17 December, 2011

2008 Fangmingyuan "Nannuo"

In the chaos of Michaelmas term, I always forget how much more exacting is the process of interviewing prospective students, which takes place after the end of term.  Interviews at our little university have rather a special place in the public eye, and there is extreme scrutiny from the press (which is, probably, a healthy activity).  The original field of applicants contains many thousands of hopefuls, which are whittled down to a short-listing of 406 interviews.  These interviews take place over five days, with each candidate being interviewed by two different colleges.  Ultimately, my colleague and I have to pick six candidates to admit for our college - tutors at the other twenty or so colleges are doing the same.  Given the critical nature of the proceedings, it is a duty that the university tends to take very seriously, to which we have to commit roughly one-to-two weeks of working time.  At the end of it all, tea looks very appealing.

Firing up the tetsubin, I realise that this is the last cake from this year's trip to Fangmingyuan that I haven't yet tried at home.  Xiaohu sits on knee while I drink, taking the odd sip from the pinmingbei, but mostly smacking the various wooden utensils in my chadao against the tea-table.  If only one could buy little plastic gongfucha sets...

  2008 Fangmingyuan Nannuo

I tried this cake during both visits to Fangmingyuan in my recent trip to Beijing, and each time I remember being genuinely impressed.  How will it translate into its new English home?

The wrapper is similar to the 2009 Jingmai in style and colour - orange and chunky.

2008 Fangmingyuan Nannuo

As with the Jingmai cake, it is very pretty to look at.  I appreciate the large leaves, and especially enjoy the fragrance, which is heavily sweet.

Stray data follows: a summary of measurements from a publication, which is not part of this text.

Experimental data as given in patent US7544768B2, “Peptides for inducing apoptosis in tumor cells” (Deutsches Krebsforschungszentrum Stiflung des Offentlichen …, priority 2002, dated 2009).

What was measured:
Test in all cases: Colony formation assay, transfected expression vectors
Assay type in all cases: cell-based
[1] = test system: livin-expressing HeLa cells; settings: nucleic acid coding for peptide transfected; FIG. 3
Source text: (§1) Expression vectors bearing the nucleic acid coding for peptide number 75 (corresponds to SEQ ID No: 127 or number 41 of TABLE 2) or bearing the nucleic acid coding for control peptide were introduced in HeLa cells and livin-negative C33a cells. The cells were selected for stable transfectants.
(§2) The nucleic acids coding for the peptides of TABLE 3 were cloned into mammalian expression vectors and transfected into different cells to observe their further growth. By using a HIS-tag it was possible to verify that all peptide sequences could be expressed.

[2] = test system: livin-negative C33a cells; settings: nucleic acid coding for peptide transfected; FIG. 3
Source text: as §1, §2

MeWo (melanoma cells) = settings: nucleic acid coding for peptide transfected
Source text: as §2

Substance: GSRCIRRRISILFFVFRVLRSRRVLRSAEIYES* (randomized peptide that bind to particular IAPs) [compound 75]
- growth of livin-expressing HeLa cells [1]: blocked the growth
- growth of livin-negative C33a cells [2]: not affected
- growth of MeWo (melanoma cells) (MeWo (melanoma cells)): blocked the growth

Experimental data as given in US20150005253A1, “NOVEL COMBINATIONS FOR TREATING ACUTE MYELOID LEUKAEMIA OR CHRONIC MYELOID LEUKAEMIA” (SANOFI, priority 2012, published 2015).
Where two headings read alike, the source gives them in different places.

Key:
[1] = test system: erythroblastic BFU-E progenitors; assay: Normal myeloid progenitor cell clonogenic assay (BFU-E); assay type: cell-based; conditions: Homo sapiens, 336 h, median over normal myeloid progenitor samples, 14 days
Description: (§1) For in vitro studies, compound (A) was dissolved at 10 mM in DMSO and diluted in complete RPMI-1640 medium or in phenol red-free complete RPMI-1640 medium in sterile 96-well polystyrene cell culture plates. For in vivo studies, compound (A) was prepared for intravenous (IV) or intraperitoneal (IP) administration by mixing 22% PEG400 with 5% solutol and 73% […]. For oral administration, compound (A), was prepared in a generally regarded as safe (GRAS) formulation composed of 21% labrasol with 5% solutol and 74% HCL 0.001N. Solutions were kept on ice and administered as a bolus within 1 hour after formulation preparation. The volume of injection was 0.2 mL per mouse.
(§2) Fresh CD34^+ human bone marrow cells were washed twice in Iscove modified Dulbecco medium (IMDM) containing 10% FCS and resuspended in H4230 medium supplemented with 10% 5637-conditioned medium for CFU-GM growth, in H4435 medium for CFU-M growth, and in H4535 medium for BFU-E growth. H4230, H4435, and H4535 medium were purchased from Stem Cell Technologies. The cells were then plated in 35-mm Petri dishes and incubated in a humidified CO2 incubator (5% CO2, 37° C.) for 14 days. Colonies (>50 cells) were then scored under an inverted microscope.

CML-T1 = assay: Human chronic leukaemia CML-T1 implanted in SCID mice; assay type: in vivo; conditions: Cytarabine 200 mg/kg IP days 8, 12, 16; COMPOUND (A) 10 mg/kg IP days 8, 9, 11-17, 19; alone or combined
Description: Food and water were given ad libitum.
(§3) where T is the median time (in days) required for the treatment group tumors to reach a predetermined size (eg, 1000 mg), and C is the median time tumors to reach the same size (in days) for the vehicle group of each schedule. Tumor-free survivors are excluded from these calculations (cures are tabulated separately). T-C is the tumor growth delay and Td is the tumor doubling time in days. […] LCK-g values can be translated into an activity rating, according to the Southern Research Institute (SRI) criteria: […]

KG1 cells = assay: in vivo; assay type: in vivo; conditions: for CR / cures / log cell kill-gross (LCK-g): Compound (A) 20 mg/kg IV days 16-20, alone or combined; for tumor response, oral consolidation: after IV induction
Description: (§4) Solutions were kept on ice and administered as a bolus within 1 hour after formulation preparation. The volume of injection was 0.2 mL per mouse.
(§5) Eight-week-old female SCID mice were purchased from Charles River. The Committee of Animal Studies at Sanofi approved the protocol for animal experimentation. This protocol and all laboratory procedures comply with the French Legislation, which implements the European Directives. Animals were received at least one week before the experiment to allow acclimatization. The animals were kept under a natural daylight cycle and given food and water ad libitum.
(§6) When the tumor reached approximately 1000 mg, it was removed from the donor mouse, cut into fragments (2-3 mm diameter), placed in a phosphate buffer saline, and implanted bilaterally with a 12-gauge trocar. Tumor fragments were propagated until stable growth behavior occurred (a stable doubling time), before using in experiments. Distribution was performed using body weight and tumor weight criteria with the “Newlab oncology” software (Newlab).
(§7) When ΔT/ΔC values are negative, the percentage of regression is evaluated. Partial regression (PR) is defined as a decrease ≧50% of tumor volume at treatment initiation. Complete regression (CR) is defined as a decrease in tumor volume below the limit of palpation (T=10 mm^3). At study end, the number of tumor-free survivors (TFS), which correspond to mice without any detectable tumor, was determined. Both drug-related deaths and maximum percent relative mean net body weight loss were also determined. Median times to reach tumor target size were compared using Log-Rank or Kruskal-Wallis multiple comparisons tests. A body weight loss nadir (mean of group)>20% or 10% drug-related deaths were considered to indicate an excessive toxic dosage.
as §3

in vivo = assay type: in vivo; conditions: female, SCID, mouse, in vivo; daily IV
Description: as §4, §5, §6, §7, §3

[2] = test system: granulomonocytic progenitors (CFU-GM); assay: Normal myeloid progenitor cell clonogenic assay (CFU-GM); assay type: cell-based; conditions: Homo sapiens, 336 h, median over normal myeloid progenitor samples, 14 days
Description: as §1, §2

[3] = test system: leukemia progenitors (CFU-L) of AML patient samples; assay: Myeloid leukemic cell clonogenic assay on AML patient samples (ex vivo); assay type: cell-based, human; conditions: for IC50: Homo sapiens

2008 Fangmingyuan Nannuo

Just as in Maliandao, the soup turns out to be a satisfying clean yellow.  As more of it gathers in the gongdaobei, it darkens into a solid orange, as pictured below.

"Very good tea", comments Lei, as she interrupts her own teapot of English Breakfast to take a cup of this Nannuo.  Immediate impressions include the cooling nature of the soup on the lips and tongue, and its thick body that fills the mouth.

  2008 Fangmingyuan Nannuo

It is floral, in a manner that I associate with the fragrance used in certain soap.  However, it is not a light an ethereal tea: it is solid, has a heavy base of sweetness, combined with a chunky "tea"-like component.  Like many good maocha selections, it has no rough characteristics, but instead provokes a profound mouth-watering as it resonates in the finish.  I am quickly reminded why we drank this in Xiaomei's shop.

  2008 Fangmingyuan Nannuo

Particularly significant is its endurance: after twelve infusions, it still delivers a potent, sweet, and thick brew, whereas so many lesser teas would have disappeared by the same stage.  Testifying to its potency, I keep using "water-in, water-out" instantaneous brews, even after this many.  For a young shengpu, it is quite unusual.  The various Danzhen cakes from this year share the same ability to march on forever without diminishment, which gives me hope for their aging.

Delightful.  What, then, is the catch?  Simply, there isn't one.  Xiaodi was very generous in letting me have this for a mere 150 RMB per cake.  However, the Fangmingyuan shop on Taobao currently has these listed at 198 RMB, which is a major bargain for such a strong, long-lasting, and enjoyably fat Nannuo.

Heartily recommended.

1 comment:

James said...

I have a question rather than a general comment. I wanted to ask you how you think your tsetsubin affects the flavor of the tea. I have been considering investing in one. I could use some pointers before dropping a good chunk of coin on a handcrafted tsetsubin. Recommendations, feedback?